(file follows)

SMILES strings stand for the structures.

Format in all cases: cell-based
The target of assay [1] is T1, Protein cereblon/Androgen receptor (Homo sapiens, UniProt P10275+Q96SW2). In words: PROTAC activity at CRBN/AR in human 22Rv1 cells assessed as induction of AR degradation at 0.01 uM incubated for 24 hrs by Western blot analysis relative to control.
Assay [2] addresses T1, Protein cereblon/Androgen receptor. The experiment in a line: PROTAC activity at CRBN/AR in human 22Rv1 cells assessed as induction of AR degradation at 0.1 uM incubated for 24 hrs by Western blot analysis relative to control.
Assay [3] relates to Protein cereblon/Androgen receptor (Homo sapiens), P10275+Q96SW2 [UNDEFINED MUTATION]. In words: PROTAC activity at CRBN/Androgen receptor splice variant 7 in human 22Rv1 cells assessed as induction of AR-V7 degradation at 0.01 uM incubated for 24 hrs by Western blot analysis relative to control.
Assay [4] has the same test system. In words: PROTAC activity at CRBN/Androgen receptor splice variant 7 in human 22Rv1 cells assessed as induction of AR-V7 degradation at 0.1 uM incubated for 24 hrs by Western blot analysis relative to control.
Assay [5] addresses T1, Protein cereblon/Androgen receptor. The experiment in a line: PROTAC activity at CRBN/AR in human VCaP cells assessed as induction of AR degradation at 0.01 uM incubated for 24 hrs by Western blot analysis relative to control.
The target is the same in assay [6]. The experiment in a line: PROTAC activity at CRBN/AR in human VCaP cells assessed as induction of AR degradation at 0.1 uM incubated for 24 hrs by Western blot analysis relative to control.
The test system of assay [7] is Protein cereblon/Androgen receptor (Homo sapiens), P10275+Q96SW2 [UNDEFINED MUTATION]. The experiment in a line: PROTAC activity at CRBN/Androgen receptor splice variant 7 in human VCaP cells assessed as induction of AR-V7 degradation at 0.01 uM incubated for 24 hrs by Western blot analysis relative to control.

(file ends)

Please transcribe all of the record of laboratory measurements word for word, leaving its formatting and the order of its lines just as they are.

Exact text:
SMILES strings stand for the structures.

Format in all cases: cell-based
The target of assay [1] is T1, Protein cereblon/Androgen receptor (Homo sapiens, UniProt P10275+Q96SW2). In words: PROTAC activity at CRBN/AR in human 22Rv1 cells assessed as induction of AR degradation at 0.01 uM incubated for 24 hrs by Western blot analysis relative to control.
Assay [2] addresses T1, Protein cereblon/Androgen receptor. The experiment in a line: PROTAC activity at CRBN/AR in human 22Rv1 cells assessed as induction of AR degradation at 0.1 uM incubated for 24 hrs by Western blot analysis relative to control.
Assay [3] relates to Protein cereblon/Androgen receptor (Homo sapiens), P10275+Q96SW2 [UNDEFINED MUTATION]. In words: PROTAC activity at CRBN/Androgen receptor splice variant 7 in human 22Rv1 cells assessed as induction of AR-V7 degradation at 0.01 uM incubated for 24 hrs by Western blot analysis relative to control.
Assay [4] has the same test system. In words: PROTAC activity at CRBN/Androgen receptor splice variant 7 in human 22Rv1 cells assessed as induction of AR-V7 degradation at 0.1 uM incubated for 24 hrs by Western blot analysis relative to control.
Assay [5] addresses T1, Protein cereblon/Androgen receptor. The experiment in a line: PROTAC activity at CRBN/AR in human VCaP cells assessed as induction of AR degradation at 0.01 uM incubated for 24 hrs by Western blot analysis relative to control.
The target is the same in assay [6]. The experiment in a line: PROTAC activity at CRBN/AR in human VCaP cells assessed as induction of AR degradation at 0.1 uM incubated for 24 hrs by Western blot analysis relative to control.
The test system of assay [7] is Protein cereblon/Androgen receptor (Homo sapiens), P10275+Q96SW2 [UNDEFINED MUTATION]. The experiment in a line: PROTAC activity at CRBN/Androgen receptor splice variant 7 in human VCaP cells assessed as induction of AR-V7 degradation at 0.01 uM incubated for 24 hrs by Western blot analysis relative to control.